Of course, pop is meant to be escapist. Its main function is to sweep you up out of your thoughts on a cloud of alchemized harmonies, not smack you with a hard dose of realism. But everything about Rak-Su and PRETTYMUCH feels designed to be the 90s boy bands of now. Unparalleled force that they were, One Direction repped for a very bland era. They spent most of their time walking around the British countryside in formation wearing Topman T-shirts and singing whatever style of song was destined to do well that quarter, and that was fine—then. Both Rak-Su and PRETTYMUCH have sprung from a generation that has long been without a boy band to reflect its definitive characteristics, its particularities. You wouldn’t have Rak-Su without the second coming of grime elbowing room for diasporic sounds in the UK charts, and you wouldn’t have PRETTYMUCH without, well, Justin Bieber’s Purpose. So, if Rak-Su and PRETTYMUCH are going to represent Gen Z, it's worth asking: to what extent?

Gen Z are the ones who seem to be growing up Really Woke About Shit—Lorde in music, Rowan Blanchard and Amandla Stenberg in film—and so it seems logical that their pop stars should follow. “Feel good” doesn’t automatically equate to “depoliticized,” and boy bands now have an added responsibility to reflect the culture in which their fanbase is growing up. Are this lot going to do enough to hold up the young women who will inevitably line their pockets? Will they push back against the way boy bands have functioned since the 70s, or are they just another bunch of of good-looking lads who will make winking references to sex and cuddling to a largely underage audience for loads of money?

Rak-Su were quizzed about the #MeToo movement during that Evening Standard interview after emerging from “the X Factor bubble.” In response, they confirmed that “we are against sexual harassment and sexual assault” and “change is exciting, and highlighting that change is good.” Which sounds good but is also straight out of the Harry Styles manual of ‘vague comments about social progression’. As for PRETTYMUCH, "Would You Mind" could be read as an attempt to codify consent (“If I pulled you closer, would you mind?"). Equally, it could be read as ‘hehehe if I touch your butt that's OK right?' which doesn't teach girls that you can say 'nah, I'm alright, actually'. They haven’t spoken about it directly, but in a TRL interview they did claim that their second single “Teacher” is about “women empowerment, 100 percent!” “The way I hear it in my head is, you’ve got this girl and you’ve kind of lost touch with your game. You don’t know how to spit game no more, but she’s teaching you how she spits game. So you get macked, basically,” says Austin. ”Nowadays, a lot of girls be wearing the pants in the relationship, so they be teaching the man sometimes,” Zion adds.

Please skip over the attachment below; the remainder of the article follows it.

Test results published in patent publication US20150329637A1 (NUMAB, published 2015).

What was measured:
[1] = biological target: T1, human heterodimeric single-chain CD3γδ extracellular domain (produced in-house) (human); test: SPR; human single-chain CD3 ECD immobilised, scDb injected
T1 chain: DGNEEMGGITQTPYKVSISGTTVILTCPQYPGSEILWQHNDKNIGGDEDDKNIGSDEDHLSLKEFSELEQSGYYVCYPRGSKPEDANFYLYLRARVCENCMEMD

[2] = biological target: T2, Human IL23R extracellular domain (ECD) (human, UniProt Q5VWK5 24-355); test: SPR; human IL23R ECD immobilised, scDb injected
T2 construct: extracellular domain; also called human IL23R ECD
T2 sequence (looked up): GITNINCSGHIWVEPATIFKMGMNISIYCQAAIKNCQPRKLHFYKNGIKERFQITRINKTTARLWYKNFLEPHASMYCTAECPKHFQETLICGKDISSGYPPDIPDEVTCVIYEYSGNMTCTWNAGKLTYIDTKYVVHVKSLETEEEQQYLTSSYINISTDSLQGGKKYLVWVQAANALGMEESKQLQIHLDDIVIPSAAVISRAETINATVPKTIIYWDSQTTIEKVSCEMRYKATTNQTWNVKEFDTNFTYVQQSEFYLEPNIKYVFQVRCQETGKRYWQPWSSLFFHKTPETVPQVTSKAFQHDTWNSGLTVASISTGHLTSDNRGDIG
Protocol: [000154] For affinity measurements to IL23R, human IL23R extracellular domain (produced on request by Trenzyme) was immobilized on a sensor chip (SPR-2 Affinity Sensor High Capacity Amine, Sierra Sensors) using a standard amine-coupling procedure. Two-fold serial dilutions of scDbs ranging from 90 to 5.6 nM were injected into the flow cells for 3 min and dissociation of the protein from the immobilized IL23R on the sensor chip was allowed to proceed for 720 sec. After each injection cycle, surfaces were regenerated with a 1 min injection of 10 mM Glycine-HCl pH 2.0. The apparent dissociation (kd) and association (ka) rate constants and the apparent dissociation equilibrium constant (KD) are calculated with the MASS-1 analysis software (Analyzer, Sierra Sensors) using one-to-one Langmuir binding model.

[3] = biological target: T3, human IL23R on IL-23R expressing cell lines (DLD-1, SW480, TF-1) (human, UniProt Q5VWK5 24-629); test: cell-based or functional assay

Fair enough, to be honest. That’s probably as many feathers as any group of boys in their late teens / early 20s signed to Syco are going to get away with before releasing their debut album. Plus it's unfair to expect anyone to step out of puberty and immediately into a role in which they're totally clued up and vocal about equality. But it's worth noting that both Rak-Su and PRETTYMUCH are in the infancy of their careers and these issues are already coming up in interviews. Not even Harry Styles, one of the biggest pop stars in the world, is immune to criticism from his fans for failing to speak where he should. Any pop artists hoping to line this generation's bedroom walls are going to need to live up to its standards—which, as of now, includes being Woke™.

It's early days yet, but all the pins are in place to knock down. It’s been a smooth two decades since boy bands occupied the Billboard charts without releasing a succession of ballads or flogging a reunion horse in the process. If Rak-Su and PRETTYMUCH mean this generation are about to get their dose of dance routines and heavily merchandised pop via the age-old combination of streetwear and boyish charm, then let the feel-good fun begin. Respectfully, of course.